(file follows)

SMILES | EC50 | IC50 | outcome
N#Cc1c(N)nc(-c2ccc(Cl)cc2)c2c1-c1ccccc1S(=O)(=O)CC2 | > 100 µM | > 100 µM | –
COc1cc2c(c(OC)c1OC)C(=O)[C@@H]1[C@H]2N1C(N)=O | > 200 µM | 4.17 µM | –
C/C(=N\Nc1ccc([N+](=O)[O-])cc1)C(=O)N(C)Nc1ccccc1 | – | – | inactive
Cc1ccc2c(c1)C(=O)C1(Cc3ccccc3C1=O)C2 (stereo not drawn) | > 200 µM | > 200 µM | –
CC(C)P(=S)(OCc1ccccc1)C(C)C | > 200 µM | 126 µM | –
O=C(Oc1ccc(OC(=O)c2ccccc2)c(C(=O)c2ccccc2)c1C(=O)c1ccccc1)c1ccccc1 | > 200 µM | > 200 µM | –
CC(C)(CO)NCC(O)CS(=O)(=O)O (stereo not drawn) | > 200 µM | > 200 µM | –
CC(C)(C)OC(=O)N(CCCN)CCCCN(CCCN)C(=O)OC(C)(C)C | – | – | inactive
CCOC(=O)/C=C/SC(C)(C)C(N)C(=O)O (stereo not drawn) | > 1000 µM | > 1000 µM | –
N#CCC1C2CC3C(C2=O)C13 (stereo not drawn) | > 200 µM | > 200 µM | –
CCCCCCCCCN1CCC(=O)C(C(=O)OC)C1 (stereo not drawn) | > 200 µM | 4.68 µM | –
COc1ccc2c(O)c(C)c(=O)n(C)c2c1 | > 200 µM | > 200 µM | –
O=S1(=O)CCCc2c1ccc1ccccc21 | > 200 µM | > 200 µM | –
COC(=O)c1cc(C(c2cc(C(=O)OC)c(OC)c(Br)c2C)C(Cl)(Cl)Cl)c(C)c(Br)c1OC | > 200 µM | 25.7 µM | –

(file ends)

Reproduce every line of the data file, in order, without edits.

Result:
SMILES | EC50 | IC50 | outcome
N#Cc1c(N)nc(-c2ccc(Cl)cc2)c2c1-c1ccccc1S(=O)(=O)CC2 | > 100 µM | > 100 µM | –
COc1cc2c(c(OC)c1OC)C(=O)[C@@H]1[C@H]2N1C(N)=O | > 200 µM | 4.17 µM | –
C/C(=N\Nc1ccc([N+](=O)[O-])cc1)C(=O)N(C)Nc1ccccc1 | – | – | inactive
Cc1ccc2c(c1)C(=O)C1(Cc3ccccc3C1=O)C2 (stereo not drawn) | > 200 µM | > 200 µM | –
CC(C)P(=S)(OCc1ccccc1)C(C)C | > 200 µM | 126 µM | –
O=C(Oc1ccc(OC(=O)c2ccccc2)c(C(=O)c2ccccc2)c1C(=O)c1ccccc1)c1ccccc1 | > 200 µM | > 200 µM | –
CC(C)(CO)NCC(O)CS(=O)(=O)O (stereo not drawn) | > 200 µM | > 200 µM | –
CC(C)(C)OC(=O)N(CCCN)CCCCN(CCCN)C(=O)OC(C)(C)C | – | – | inactive
CCOC(=O)/C=C/SC(C)(C)C(N)C(=O)O (stereo not drawn) | > 1000 µM | > 1000 µM | –
N#CCC1C2CC3C(C2=O)C13 (stereo not drawn) | > 200 µM | > 200 µM | –
CCCCCCCCCN1CCC(=O)C(C(=O)OC)C1 (stereo not drawn) | > 200 µM | 4.68 µM | –
COc1ccc2c(O)c(C)c(=O)n(C)c2c1 | > 200 µM | > 200 µM | –
O=S1(=O)CCCc2c1ccc1ccccc21 | > 200 µM | > 200 µM | –
COC(=O)c1cc(C(c2cc(C(=O)OC)c(OC)c(Br)c2C)C(Cl)(Cl)Cl)c(C)c(Br)c1OC | > 200 µM | 25.7 µM | –